The inclusion of disabled bodies within fashion and beauty is essential– to be represented and be seen gives people with disabilities a sense of belonging. Any person that doesn’t see ‘themself’ in a group can easily feel isolated or outcast. Fashion has a part to play in diversity, inclusion, and equity–Fashion is everywhere and has high visibility. The industry has a responsibility to destigmatize disabilities but without tokenization. With conscious movement, by being thoughtful about their decision and not strategic or not making it a one-off initiative, can we achieve sustained change.
Fashion is gradually becoming more relatable and reachable
All in all, gradually fashion is becoming more relatable and reachable. It is no longer an exclusive property in which individuals aspire to change to fit into the industry’s standards. Instead, it is fashion that is now adapting and evolving to suit individuals.
Fashion is growing and moving in the direction of being more inclusive–as much as fashion can set trends, consumers drive the demand, consumer voices are louder as they hold ‘the power’ in the industry.
The responsibility to explain the needs as a minority with a disability
I am a minority as a person with a disability. I need to be vocal about my needs; I cannot pinpoint someone who may not know or understand my needs. I have a responsibility to explain my needs, and in return, the industry has the opportunity to listen and take action.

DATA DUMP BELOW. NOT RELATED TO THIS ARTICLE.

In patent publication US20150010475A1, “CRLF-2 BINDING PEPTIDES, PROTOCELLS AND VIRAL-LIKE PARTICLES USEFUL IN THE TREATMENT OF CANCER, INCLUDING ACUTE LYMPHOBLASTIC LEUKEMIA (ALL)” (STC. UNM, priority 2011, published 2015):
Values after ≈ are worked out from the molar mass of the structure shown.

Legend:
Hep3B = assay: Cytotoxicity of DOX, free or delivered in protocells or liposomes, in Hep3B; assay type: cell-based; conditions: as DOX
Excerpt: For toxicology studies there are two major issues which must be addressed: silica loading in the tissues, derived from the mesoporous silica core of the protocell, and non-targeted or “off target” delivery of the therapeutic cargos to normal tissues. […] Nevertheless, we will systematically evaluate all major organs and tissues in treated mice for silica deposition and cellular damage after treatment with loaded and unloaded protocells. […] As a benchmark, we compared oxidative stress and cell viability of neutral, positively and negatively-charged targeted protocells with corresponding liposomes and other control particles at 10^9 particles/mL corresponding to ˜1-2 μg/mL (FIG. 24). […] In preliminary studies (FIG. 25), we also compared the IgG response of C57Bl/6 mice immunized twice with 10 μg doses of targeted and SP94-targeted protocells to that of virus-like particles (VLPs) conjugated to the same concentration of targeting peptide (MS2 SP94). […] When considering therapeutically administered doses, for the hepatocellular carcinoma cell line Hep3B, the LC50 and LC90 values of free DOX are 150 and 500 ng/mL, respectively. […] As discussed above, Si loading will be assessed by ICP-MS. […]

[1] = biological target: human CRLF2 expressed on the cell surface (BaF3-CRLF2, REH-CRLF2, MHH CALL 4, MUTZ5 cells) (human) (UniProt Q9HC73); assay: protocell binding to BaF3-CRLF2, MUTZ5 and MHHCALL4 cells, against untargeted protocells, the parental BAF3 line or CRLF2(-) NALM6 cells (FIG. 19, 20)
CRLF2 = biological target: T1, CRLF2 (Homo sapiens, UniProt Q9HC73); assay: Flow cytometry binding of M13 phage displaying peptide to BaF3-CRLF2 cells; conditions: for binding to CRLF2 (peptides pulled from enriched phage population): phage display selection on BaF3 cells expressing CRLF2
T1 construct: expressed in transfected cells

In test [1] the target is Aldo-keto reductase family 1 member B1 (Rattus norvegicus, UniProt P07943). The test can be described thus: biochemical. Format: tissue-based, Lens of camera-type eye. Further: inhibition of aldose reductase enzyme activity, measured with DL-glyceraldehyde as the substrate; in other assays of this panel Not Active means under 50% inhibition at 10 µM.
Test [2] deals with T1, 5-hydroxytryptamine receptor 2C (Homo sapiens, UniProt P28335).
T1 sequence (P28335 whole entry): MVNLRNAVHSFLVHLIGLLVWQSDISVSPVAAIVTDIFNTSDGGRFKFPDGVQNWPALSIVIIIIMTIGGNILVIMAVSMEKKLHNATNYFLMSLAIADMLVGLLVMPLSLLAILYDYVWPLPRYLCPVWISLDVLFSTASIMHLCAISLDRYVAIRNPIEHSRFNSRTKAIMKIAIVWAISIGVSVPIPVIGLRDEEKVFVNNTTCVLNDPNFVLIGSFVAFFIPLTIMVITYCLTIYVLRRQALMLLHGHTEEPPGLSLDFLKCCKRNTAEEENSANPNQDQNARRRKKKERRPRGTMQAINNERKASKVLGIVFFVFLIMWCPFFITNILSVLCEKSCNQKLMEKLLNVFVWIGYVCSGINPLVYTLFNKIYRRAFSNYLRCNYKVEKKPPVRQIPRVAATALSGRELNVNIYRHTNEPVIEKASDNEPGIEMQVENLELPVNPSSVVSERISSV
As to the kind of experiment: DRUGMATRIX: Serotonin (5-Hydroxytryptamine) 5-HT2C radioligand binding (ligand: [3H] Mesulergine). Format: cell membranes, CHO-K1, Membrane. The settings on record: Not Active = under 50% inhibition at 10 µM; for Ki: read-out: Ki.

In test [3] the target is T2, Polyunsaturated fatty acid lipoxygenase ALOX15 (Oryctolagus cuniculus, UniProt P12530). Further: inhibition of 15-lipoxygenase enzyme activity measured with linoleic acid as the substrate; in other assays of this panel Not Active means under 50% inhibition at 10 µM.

Right now, voices are being heard more than ever through various social media platforms. It is now in the hands of brands to listen and take action. Where there is a need, there is an opportunity for profit–money talks in this industry. Powerhouse brands and luxury fashion houses have the means to be able to cater to niche markets, such as adaptable fashion for people with disabilities. It is only a matter of how much they care and how it will impact their brand image. If society makes it unacceptable to exclude or leave behind those based on their physical abilities and look at them as “less than” worthy, the brands will be obliged to change and make a difference.
One of my goals is to become more vocal and active in the ‘disabled community.’ I am interested in motivating and inspiring everyone. I don’t particularly appreciate being told “I can’t” for any reason, even if it’s because of my disability. I like to think of ‘how I can.’ I refuse to be limited to the constraints of my disability and think it is essential for others to see that as well.
I’m a highly motivated and determined individual. My parents have raised me to be limitless in my achievements. The barriers I face due to my disability are only opportunities for me to create solutions.∎